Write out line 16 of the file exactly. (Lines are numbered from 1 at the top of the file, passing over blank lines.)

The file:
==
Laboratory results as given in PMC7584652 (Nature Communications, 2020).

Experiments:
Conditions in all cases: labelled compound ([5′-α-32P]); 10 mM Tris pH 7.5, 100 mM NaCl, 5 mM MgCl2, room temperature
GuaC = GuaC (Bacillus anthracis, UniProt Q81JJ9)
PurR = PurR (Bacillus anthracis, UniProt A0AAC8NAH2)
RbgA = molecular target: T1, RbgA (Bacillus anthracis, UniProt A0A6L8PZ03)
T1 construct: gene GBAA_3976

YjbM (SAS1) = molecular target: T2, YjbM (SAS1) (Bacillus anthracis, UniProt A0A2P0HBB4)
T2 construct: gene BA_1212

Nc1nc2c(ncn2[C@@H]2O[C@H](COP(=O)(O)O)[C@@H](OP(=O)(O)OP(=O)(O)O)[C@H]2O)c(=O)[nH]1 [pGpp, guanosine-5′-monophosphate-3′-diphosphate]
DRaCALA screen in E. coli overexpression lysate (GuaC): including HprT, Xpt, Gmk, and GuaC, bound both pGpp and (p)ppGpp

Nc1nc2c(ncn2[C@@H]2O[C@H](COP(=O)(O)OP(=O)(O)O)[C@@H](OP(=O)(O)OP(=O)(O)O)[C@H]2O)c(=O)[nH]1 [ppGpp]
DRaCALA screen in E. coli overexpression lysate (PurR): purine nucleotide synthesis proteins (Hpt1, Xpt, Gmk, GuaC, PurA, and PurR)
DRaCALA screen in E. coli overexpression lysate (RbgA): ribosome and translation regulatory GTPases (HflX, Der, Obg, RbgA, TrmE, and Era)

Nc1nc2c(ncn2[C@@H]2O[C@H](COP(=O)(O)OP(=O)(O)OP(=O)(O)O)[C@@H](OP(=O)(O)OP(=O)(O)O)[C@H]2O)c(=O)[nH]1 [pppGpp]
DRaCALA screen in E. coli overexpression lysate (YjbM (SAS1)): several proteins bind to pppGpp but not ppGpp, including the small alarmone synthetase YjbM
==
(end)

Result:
DRaCALA screen in E. coli overexpression lysate (YjbM (SAS1)): several proteins bind to pppGpp but not ppGpp, including the small alarmone synthetase YjbM